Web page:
Of this particular series, David Pagel notes, “Cookie jars come to mind, as do centerpieces for fancy dinners, elaborate candle holders, ships’ figureheads and decorative figurines. So do works by Picasso, Botero and Baselitz, as well as ancient Greek, Roman and Etruscan statuary, Cylcadic sculpture, Olmec totems and carved saints from medieval churches.”
From everyday objects to art history and human artifacts, Wedel’s healthy dose of contemporary dreaming bends the familiar into something imaginatively powerful. On view, we encounter angelic mutants who have been hardened over time, perhaps altered by a sorcerer’s wand or depicted to honor one final futuristic freeze. Likewise, while roaming the floor, we meet flora and fauna which structurally blooms in a childlike manner, but not without a bitter taste of science gone awry with color dripping and drooping.
Piece after piece, a creative storybook of bright possibility or dark youthful mystery unravels, and this is exactly why we strive to look deeper- it’s a hoping to engage not only with the work, but with our own innermost children.
Check out the video after the jump to see the artist at work and meet his 3-year-old inspiration.
The work of artist Ted Lawson reveals a persistent interest in the human body. Though his work is attractive to look at, or at least hard to pull away from, there is clearly a deeper fear being expressed. His art investigates processes related to the physical body such as growth, its needs, its decay and death. Really, these sculptures are physical representations of modern psychological concerns. The tenuous relationship between the body and the mind has been a highly scrutinized theme throughout much of contemporary art. Lawson’s work, though, has a way of striking an especially carnal chord.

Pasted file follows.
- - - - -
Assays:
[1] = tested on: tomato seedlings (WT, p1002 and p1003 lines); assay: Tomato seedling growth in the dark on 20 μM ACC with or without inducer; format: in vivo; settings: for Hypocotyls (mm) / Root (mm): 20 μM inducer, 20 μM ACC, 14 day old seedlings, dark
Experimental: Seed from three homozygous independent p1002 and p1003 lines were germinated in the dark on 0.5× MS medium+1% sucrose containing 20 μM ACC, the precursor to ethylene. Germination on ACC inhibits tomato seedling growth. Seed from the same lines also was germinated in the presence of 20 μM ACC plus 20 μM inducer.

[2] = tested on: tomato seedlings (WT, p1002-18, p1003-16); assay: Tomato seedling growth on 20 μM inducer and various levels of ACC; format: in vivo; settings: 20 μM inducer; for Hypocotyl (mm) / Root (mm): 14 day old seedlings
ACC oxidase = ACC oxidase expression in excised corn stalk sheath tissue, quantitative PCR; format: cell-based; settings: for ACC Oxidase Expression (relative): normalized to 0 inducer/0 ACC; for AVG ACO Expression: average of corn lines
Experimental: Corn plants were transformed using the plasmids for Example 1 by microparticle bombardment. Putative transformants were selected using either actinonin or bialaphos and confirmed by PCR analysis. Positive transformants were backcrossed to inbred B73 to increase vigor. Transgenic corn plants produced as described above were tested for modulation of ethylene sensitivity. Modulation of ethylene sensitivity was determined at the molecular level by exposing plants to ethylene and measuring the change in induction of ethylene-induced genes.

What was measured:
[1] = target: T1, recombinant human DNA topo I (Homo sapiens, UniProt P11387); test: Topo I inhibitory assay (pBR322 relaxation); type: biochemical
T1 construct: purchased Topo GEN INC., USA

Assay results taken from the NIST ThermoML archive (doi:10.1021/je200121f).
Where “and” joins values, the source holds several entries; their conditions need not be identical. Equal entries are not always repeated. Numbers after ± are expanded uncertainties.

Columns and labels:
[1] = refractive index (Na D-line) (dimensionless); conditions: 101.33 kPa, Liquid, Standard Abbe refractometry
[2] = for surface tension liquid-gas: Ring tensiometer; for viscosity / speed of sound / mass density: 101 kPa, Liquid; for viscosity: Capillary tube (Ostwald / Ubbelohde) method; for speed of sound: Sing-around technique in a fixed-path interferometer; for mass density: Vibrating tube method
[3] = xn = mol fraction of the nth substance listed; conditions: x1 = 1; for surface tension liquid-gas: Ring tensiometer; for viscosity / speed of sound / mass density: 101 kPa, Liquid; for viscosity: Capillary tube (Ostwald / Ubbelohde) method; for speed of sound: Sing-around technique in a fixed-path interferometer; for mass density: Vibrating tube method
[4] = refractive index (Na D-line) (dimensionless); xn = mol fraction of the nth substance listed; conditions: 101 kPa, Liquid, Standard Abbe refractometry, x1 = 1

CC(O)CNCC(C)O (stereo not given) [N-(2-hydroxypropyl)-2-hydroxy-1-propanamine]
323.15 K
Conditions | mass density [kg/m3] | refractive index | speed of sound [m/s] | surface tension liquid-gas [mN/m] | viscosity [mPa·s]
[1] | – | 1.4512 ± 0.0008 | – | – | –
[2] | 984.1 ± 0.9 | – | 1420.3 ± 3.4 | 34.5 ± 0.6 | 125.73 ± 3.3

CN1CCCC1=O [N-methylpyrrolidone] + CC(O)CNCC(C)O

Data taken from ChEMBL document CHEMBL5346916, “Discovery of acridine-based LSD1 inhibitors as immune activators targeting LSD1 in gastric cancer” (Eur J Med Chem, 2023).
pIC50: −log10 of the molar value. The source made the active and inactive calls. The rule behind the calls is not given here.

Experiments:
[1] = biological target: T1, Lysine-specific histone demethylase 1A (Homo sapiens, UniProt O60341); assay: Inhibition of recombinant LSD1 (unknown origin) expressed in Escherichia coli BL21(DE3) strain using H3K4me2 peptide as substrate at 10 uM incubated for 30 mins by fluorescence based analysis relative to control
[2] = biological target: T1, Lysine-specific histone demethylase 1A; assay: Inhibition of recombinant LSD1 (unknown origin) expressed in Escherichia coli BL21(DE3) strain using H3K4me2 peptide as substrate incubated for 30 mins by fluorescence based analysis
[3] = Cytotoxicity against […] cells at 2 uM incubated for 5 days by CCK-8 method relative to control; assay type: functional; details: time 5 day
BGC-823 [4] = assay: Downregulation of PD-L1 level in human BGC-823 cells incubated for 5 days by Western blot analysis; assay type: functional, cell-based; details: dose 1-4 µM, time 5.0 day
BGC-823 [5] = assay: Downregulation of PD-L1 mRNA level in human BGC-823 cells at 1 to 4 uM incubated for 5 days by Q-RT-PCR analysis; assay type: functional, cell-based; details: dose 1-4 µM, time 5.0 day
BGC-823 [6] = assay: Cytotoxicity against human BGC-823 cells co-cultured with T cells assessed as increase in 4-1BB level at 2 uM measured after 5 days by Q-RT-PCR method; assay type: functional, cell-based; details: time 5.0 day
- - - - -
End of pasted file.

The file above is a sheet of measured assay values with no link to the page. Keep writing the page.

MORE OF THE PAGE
Superstition aside, these sculptures made from shards of mirrors were created by artist Lilibeth Cuenca Rasmussen. If you look at the photographs carefully, in addition to the sculptures a person in a similar mirror-suit moves throughout the gallery. The gallery also projects a video for this exhibit featuring a person in this mirror-suit moving through commercial spaces in South East Asia and Denmark. It is interesting noticing the virtually universal nature of mannequins. Rasmussen brings out that they allow us to imagine the way clothes will look on us, but on a deeper level we project what we want to be on them. Similarly, these sculptures literally reflect those gazing at them. [via]
Wyatt Kahn’s wall sculptures are built from a series of stretcher panels and raw canvas beautifully pieced together to make one collaged structure. The crevices and peeking back wall help create compositional depth, captivating the eye, revealing clean and simple, yet geometrically intricate work, which is devoted to the complex juxtaposition of space more so than color.
Of Kahn’s art, Sam Cornish writes, “Broadly the type of illusion Kahn employs is one that comes after the reduction of minimalist painting. The flat, object quality of each part is in one sense simply accepted. There is no hint of the surface being broken, of a window open to an atmospheric or light filled space beyond (however shallow).”